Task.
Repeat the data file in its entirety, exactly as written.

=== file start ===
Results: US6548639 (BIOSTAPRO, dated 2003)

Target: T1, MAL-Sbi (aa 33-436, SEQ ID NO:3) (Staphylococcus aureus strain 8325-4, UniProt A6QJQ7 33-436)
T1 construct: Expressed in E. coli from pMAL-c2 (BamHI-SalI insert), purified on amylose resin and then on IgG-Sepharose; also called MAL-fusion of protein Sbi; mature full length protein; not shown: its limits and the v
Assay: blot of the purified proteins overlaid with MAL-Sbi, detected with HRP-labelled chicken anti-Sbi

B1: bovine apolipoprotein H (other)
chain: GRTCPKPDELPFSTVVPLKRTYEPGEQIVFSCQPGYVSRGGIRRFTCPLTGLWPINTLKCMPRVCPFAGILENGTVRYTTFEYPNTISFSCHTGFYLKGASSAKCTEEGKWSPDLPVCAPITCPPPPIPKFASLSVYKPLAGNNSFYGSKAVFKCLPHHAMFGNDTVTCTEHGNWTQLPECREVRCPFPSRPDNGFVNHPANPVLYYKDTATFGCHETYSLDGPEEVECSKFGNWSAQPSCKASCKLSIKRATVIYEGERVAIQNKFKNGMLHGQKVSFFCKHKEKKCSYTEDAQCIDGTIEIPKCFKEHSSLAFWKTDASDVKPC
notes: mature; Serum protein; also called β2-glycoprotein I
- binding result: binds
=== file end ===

Results: US6548639 (BIOSTAPRO, dated 2003)

Target: T1, MAL-Sbi (aa 33-436, SEQ ID NO:3) (Staphylococcus aureus strain 8325-4, UniProt A6QJQ7 33-436)
T1 construct: Expressed in E. coli from pMAL-c2 (BamHI-SalI insert), purified on amylose resin and then on IgG-Sepharose; also called MAL-fusion of protein Sbi; mature full length protein; not shown: its limits and the v
Assay: blot of the purified proteins overlaid with MAL-Sbi, detected with HRP-labelled chicken anti-Sbi

B1: bovine apolipoprotein H (other)
chain: GRTCPKPDELPFSTVVPLKRTYEPGEQIVFSCQPGYVSRGGIRRFTCPLTGLWPINTLKCMPRVCPFAGILENGTVRYTTFEYPNTISFSCHTGFYLKGASSAKCTEEGKWSPDLPVCAPITCPPPPIPKFASLSVYKPLAGNNSFYGSKAVFKCLPHHAMFGNDTVTCTEHGNWTQLPECREVRCPFPSRPDNGFVNHPANPVLYYKDTATFGCHETYSLDGPEEVECSKFGNWSAQPSCKASCKLSIKRATVIYEGERVAIQNKFKNGMLHGQKVSFFCKHKEKKCSYTEDAQCIDGTIEIPKCFKEHSSLAFWKTDASDVKPC
notes: mature; Serum protein; also called β2-glycoprotein I
- binding result: binds